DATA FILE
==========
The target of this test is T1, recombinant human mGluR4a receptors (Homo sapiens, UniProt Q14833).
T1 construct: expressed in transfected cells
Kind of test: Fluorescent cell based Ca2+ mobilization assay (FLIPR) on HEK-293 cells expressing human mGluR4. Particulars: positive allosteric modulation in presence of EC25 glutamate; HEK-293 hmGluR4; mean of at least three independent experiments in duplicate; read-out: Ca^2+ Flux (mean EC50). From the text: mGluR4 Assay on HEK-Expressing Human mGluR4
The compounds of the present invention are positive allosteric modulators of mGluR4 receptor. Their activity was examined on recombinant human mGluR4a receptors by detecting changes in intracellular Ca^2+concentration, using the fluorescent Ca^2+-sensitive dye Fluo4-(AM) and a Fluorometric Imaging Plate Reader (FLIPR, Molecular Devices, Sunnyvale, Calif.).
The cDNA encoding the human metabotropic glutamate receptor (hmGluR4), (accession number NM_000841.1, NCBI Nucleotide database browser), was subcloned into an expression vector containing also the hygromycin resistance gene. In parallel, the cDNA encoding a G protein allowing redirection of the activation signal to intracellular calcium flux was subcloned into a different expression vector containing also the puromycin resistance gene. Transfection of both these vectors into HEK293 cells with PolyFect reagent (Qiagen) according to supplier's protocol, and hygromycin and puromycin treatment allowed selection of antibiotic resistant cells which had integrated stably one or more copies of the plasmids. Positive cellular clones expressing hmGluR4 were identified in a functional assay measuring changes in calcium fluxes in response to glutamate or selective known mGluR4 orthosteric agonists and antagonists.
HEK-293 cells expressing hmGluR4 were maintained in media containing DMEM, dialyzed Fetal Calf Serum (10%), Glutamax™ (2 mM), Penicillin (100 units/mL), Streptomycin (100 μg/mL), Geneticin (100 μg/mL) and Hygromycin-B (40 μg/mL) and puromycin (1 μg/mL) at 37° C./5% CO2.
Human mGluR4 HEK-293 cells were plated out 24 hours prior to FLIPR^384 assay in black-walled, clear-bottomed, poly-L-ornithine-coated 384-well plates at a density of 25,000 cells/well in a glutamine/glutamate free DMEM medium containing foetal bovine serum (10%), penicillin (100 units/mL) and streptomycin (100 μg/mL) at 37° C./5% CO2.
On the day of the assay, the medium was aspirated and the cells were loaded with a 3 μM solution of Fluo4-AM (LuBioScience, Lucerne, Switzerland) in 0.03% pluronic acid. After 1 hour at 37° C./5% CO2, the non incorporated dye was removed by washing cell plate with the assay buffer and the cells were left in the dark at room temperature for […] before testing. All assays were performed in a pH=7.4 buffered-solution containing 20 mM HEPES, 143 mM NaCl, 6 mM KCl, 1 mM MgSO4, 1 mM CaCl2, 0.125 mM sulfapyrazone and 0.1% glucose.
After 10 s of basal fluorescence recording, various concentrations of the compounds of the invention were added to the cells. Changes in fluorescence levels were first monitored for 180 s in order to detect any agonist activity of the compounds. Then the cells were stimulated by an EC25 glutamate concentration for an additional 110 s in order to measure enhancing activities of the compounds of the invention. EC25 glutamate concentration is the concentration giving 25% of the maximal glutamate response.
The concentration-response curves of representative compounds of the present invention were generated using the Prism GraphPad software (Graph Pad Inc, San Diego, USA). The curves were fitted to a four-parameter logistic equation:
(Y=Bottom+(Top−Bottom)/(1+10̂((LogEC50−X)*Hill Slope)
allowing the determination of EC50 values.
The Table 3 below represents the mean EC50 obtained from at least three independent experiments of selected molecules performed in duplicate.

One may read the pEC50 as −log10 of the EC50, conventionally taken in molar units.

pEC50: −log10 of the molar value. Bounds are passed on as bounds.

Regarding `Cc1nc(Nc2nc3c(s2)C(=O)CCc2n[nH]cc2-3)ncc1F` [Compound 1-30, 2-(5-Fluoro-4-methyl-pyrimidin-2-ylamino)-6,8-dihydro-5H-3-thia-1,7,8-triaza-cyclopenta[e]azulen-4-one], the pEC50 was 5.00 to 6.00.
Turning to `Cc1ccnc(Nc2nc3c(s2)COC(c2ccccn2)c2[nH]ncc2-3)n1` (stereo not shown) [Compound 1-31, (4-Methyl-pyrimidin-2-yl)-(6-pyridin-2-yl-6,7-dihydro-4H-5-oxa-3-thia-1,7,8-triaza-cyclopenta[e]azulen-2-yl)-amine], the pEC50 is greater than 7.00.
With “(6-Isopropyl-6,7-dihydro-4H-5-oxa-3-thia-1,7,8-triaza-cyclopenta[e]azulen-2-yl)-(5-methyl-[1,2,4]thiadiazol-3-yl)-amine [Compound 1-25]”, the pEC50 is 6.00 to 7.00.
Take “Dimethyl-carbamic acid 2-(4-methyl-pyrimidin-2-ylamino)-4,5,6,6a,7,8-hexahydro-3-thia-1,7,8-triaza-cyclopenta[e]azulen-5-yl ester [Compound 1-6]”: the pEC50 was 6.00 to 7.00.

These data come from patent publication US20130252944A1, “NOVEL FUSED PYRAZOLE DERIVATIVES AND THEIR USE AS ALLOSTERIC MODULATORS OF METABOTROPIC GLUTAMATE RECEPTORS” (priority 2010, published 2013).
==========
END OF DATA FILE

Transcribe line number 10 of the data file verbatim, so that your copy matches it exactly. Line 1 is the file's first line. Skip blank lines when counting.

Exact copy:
The concentration-response curves of representative compounds of the present invention were generated using the Prism GraphPad software (Graph Pad Inc, San Diego, USA). The curves were fitted to a four-parameter logistic equation: